Written by 4:53 am Travel Views: [tptn_views]

Disney World, Disneyland raise prices for passes, tickets

People walk toward an entrance to Disneyland on April 24, 2023 in Anaheim, California.

Mario Tama | Getty Images

It’s about to get a bit costlier to experience the magic of Walt Disney World and Disneyland.

The parks are increasing a wide selection of costs for passes, effective immediately, including parking and annual passes.

The parks’ most simple tickets, date-based day passes, will remain unchanged and vary based on the busyness of the date. At Disneyland, that least expensive option will run you $104 — consistent since before the pandemic — and at Disney World it’ll cost $109.

At Disney World in Orlando, annual price passes jumped by nearly 10%, with the most costly Incredi-Pass now selling for $1,449.

Parking on the theme park can even rise by $5 to $30 total, nevertheless it’s free for hotel guests. And starting Jan. 9, “Park Hopper” tickets will return, allowing vacationers to travel between parks at any time of day.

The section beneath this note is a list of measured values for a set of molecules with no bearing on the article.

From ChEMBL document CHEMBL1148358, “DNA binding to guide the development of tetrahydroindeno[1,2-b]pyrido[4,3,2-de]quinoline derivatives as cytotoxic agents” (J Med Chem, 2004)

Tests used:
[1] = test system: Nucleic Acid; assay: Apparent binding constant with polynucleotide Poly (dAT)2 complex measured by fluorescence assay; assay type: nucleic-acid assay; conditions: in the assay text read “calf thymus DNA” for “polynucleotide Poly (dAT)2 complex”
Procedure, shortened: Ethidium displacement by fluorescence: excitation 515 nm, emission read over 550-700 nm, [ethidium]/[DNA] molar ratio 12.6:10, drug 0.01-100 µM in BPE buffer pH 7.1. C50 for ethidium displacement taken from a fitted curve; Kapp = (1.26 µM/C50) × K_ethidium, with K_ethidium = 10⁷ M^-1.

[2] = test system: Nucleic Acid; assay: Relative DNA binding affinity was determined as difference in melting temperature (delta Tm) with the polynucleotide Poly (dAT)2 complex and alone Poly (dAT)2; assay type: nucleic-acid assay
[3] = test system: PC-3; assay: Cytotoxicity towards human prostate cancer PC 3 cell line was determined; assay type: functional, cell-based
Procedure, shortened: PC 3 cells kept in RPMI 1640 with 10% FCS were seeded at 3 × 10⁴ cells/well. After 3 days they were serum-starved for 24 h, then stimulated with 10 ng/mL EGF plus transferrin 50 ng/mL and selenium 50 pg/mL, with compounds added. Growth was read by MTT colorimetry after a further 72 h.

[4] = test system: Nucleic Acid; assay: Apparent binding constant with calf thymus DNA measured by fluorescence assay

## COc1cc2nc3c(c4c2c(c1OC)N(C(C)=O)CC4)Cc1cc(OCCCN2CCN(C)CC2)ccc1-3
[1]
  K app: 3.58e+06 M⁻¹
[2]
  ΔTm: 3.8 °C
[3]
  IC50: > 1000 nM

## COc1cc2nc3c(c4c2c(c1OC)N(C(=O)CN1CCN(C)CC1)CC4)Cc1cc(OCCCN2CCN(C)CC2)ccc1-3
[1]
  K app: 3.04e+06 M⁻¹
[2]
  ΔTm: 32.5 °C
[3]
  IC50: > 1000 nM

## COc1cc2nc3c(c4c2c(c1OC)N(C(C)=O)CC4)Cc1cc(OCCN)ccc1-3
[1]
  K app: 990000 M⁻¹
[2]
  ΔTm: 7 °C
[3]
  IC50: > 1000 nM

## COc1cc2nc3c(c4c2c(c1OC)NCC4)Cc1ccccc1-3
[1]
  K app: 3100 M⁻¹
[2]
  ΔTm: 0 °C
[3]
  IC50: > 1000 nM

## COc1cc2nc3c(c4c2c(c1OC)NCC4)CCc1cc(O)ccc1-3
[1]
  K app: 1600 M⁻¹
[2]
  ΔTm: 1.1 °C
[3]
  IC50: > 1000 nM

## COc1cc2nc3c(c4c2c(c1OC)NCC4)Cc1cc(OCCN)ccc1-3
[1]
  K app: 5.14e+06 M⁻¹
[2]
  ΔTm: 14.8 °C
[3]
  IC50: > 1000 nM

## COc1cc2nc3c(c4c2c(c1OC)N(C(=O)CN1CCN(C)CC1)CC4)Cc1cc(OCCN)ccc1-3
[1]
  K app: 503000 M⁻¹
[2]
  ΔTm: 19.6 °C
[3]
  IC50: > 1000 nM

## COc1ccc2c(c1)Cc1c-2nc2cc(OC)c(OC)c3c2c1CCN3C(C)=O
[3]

At Disneyland in Anaheim, the very best day by day pass increased to $194, an almost 9% increase from earlier prices. The cost of the Magic Key pass and Genie+ add-ons also jumped.

Parking on the California park can even see higher pricing.

“We are always adding latest, revolutionary attractions and entertainment to our parks and, with our broad array of pricing options, the worth of a theme park visit is reflected within the unique experiences that only Disney can offer,” a Disney spokesperson said in an announcement.

The price hikes come every week after Disney announced promotions for child tickets as little as $50 as theme parks report a slowdown in attendance.

Disney recently said it plans to just about double its investment in its park division because it emerges from shutdowns that devastated the industry throughout the pandemic.

“As Disney considers future growth opportunities, there’s a deep well of stories which have yet to be fully explored in its theme parks,” the corporate said in a September presentation.

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